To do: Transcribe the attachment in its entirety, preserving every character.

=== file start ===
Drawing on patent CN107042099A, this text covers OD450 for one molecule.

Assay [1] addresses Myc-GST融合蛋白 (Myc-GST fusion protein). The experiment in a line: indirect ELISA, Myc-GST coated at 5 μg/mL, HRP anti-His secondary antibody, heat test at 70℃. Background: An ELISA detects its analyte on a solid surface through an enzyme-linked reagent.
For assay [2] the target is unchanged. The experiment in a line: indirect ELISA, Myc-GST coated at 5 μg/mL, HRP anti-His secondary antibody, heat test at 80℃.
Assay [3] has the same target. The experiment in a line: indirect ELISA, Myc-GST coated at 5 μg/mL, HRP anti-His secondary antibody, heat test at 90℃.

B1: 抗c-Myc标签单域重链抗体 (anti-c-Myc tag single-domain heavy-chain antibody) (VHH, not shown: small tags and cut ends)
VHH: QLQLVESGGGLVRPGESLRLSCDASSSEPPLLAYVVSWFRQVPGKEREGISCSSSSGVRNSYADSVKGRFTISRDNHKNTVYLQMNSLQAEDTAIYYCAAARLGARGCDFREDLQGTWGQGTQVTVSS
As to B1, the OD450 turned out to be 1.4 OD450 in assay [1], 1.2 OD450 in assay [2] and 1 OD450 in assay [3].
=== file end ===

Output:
Drawing on patent CN107042099A, this text covers OD450 for one molecule.

Assay [1] addresses Myc-GST融合蛋白 (Myc-GST fusion protein). The experiment in a line: indirect ELISA, Myc-GST coated at 5 μg/mL, HRP anti-His secondary antibody, heat test at 70℃. Background: An ELISA detects its analyte on a solid surface through an enzyme-linked reagent.
For assay [2] the target is unchanged. The experiment in a line: indirect ELISA, Myc-GST coated at 5 μg/mL, HRP anti-His secondary antibody, heat test at 80℃.
Assay [3] has the same target. The experiment in a line: indirect ELISA, Myc-GST coated at 5 μg/mL, HRP anti-His secondary antibody, heat test at 90℃.

B1: 抗c-Myc标签单域重链抗体 (anti-c-Myc tag single-domain heavy-chain antibody) (VHH, not shown: small tags and cut ends)
VHH: QLQLVESGGGLVRPGESLRLSCDASSSEPPLLAYVVSWFRQVPGKEREGISCSSSSGVRNSYADSVKGRFTISRDNHKNTVYLQMNSLQAEDTAIYYCAAARLGARGCDFREDLQGTWGQGTQVTVSS
As to B1, the OD450 turned out to be 1.4 OD450 in assay [1], 1.2 OD450 in assay [2] and 1 OD450 in assay [3].